226. Backchannel Message From the President’s Assistant for National Security Affairs (Kissinger) to the Ambassador to South Vietnam (Bunker)1

WHS 2100. Deliver immediately after Ambassador arises and before his August 4 appointment with President Thieu.

Thank you for Saigon 0126.2 Agree completely with the note of caution outlined in paragraph two and concur that we should not go beyond the general principles outlined in WHS 20963 in your next meeting with Thieu. I am working now to firm up an itinerary which would involve a two-day visit to Saigon, following the meeting on August 14, and an additional day’s stop in Switzerland. I will probably arrive in Saigon late in the evening of the 16th and spend 17 and 18 August in Saigon. Obviously, you and I will need prolonged sessions with Thieu and he should be alerted accordingly.

During meeting with Thieu, I hope you will raise the issue of ARVN operations in MR–1. We are concerned that Thieu may be pushing the Marine division to seize as much territory as possible in anticipation that GVN may be faced with sudden cease-fire situation. This would be self-defeating if it were to result in unnecessary casualties to elite South Vietnamese units at a time when the enemy is obviously building up for another offensive round in MR–1. For this reason, you should tell Thieu that the judgment here is that there is no immediate [Page 804] prospect for a cease-fire. Therefore, his battlefield strategy should not be influenced by this consideration but rather the need to prevent a sudden military setback with its obvious implications for U.S. domestic support. Even should negotiations progress at the most optimistic pace, I cannot visualize our being faced with a cease-fire situation for at least six weeks and probably well beyond that.

I look forward to receiving your views on the proposal submitted by WHS 2097.4

Hope you enjoy a well earned respite in Katmandu. Please convey my best wishes to Carol.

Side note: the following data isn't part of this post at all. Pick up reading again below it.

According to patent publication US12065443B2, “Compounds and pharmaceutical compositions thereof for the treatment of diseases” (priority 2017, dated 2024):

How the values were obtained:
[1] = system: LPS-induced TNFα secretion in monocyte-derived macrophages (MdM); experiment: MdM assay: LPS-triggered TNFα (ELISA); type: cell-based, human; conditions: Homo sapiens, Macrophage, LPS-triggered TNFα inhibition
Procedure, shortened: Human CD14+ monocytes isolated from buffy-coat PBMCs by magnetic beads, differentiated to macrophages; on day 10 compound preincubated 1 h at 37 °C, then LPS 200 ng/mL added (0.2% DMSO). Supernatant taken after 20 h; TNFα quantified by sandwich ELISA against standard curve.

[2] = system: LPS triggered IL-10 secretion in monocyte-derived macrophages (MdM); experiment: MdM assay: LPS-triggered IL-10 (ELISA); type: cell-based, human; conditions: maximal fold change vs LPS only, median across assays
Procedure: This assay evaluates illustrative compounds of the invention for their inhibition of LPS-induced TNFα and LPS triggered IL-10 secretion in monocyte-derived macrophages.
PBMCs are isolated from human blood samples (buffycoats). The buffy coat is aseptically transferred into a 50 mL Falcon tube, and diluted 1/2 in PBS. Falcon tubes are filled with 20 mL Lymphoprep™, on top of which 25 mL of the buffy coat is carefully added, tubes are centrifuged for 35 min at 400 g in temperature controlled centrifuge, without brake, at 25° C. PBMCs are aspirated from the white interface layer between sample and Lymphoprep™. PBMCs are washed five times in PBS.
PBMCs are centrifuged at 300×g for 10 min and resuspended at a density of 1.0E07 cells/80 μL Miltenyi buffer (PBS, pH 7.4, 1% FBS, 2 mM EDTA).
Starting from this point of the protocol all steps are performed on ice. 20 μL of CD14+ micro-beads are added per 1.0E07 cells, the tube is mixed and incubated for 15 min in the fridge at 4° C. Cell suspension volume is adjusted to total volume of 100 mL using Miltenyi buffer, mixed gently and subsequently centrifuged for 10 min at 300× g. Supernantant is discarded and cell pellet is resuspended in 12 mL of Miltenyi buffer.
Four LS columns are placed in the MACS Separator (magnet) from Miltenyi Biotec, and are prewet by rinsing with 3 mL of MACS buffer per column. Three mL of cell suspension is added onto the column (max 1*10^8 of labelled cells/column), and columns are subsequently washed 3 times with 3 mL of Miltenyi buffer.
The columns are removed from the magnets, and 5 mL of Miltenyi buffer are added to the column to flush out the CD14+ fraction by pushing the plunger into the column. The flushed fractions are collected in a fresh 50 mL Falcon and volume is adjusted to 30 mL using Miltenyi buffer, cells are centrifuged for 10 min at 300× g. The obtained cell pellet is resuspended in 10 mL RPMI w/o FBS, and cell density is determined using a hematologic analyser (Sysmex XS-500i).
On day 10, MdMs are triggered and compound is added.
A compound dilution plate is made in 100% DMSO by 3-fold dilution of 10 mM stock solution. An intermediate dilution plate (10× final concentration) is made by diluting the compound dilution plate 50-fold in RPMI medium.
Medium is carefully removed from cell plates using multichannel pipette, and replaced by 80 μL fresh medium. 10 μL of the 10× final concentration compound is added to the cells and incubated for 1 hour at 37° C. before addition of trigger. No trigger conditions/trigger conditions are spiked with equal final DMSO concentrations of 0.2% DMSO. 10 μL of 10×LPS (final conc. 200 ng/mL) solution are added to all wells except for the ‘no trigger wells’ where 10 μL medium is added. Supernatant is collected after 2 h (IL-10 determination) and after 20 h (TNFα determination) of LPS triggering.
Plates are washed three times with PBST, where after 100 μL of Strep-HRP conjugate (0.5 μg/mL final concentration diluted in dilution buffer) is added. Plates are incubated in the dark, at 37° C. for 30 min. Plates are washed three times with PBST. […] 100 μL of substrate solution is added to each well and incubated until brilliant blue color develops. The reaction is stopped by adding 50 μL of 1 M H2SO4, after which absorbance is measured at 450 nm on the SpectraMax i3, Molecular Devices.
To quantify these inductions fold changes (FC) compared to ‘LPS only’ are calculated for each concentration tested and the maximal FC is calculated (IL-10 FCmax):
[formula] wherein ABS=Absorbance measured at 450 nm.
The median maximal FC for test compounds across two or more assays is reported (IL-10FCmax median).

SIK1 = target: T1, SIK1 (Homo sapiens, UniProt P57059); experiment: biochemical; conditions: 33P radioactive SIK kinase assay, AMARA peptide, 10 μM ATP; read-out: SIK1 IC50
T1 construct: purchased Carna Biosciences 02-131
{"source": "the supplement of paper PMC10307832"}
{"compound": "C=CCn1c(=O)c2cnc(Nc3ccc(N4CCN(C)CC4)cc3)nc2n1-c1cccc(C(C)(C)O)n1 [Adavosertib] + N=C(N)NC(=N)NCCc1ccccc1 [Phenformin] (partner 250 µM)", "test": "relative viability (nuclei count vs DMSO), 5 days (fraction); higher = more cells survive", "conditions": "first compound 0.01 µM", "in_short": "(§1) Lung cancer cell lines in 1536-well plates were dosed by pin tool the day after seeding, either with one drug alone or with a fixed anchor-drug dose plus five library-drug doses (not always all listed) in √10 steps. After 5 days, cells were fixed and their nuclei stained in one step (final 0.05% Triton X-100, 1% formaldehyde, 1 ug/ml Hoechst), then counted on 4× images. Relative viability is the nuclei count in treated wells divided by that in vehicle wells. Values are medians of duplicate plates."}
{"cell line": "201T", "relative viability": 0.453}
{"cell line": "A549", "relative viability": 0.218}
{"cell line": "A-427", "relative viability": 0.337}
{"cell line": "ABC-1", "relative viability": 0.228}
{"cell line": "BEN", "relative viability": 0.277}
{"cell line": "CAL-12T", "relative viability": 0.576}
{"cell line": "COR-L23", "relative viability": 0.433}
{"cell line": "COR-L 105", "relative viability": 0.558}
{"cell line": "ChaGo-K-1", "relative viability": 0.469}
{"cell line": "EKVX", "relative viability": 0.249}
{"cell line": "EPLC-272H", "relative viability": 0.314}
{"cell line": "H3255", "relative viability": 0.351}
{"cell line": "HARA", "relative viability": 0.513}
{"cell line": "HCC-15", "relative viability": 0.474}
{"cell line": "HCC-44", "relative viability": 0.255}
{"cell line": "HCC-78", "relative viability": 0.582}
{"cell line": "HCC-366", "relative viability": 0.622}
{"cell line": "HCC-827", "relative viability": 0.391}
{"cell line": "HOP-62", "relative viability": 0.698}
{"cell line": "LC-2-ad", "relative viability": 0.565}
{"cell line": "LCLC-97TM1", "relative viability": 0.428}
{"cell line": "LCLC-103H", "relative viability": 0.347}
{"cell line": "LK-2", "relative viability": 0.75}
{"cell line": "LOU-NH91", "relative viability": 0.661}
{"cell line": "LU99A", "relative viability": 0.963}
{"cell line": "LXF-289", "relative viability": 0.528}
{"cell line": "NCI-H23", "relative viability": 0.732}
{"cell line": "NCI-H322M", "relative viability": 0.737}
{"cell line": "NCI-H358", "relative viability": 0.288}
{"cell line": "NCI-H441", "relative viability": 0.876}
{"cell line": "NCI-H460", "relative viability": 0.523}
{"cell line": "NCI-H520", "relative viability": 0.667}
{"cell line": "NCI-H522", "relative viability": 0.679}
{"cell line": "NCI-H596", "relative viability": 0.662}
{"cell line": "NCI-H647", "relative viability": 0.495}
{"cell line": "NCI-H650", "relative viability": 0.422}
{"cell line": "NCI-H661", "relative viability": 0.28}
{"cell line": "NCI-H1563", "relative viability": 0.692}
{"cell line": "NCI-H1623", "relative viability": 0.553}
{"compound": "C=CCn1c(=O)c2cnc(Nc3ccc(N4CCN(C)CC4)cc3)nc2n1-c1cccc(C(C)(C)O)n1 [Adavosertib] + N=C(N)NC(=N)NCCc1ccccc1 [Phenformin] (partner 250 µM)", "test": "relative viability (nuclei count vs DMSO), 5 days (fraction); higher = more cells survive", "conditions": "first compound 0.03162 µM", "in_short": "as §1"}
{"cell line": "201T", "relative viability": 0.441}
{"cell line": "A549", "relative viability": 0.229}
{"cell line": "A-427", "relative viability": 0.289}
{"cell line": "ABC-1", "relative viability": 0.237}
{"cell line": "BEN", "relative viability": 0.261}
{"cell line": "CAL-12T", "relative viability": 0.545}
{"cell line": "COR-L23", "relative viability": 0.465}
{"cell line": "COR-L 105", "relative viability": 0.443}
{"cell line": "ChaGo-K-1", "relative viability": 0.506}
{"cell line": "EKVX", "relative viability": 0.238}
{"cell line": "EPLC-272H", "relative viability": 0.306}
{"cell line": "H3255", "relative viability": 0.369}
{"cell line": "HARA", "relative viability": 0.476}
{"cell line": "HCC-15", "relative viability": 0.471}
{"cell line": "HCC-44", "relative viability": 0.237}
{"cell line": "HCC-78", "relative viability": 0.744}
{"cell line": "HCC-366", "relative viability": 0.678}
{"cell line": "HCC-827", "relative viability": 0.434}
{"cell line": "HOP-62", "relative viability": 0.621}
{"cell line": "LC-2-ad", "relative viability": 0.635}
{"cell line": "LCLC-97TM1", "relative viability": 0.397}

Warm regards.

  1. Source: National Archives, Nixon Presidential Materials, NSC Files, Box 869, For the President’s Files (Winston Lord)—China Trip/Vietnam, Camp David Cables, August–September 1972. Top Secret; Sensitive; Eyes Only.
  2. In backchannel message 126, August 3, which Bunker sent to Kissinger after reading the North Vietnamese proposal, he commented: “There are many aspects of the other side’s proposal which Thieu will find most difficult. Thus my inclination would be not to engage him in depth at this time; in fact I question whether we should go beyond the general principles outlined in Ref A.” (Library of Congress, Manuscript Division, Kissinger Papers, Box TS 48, Geopolitical File, Vietnam, Peace Talks, Chronological File, 1–15 August 1972)
  3. In backchannel message WHS 2096, “Ref A” cited in footnote above, Kissinger made clear his desire to keep the details of the North Vietnamese proposal vague to Thieu for the moment. The general principles he referred to were as follows: “Gist [of the other side’s proposal] is readiness to talk to GVN, including Thieu, acceptance of principle that details of political solution be worked out by Vietnamese, but continued insistence on ultimate aim of Government of National Concord without Thieu.” (National Archives, Nixon Presidential Materials, NSC Files, Box 869, For the President’s Files (Winston Lord)—China Trip/Vietnam, Camp David Cables, August–September 1972)
  4. In backchannel message WHS 2097 to Bunker, August 2, Kissinger conveyed the two North Vietnamese proposals—one on the substance and the other on the conduct of the negotiations—to the Ambassador. (Ibid.)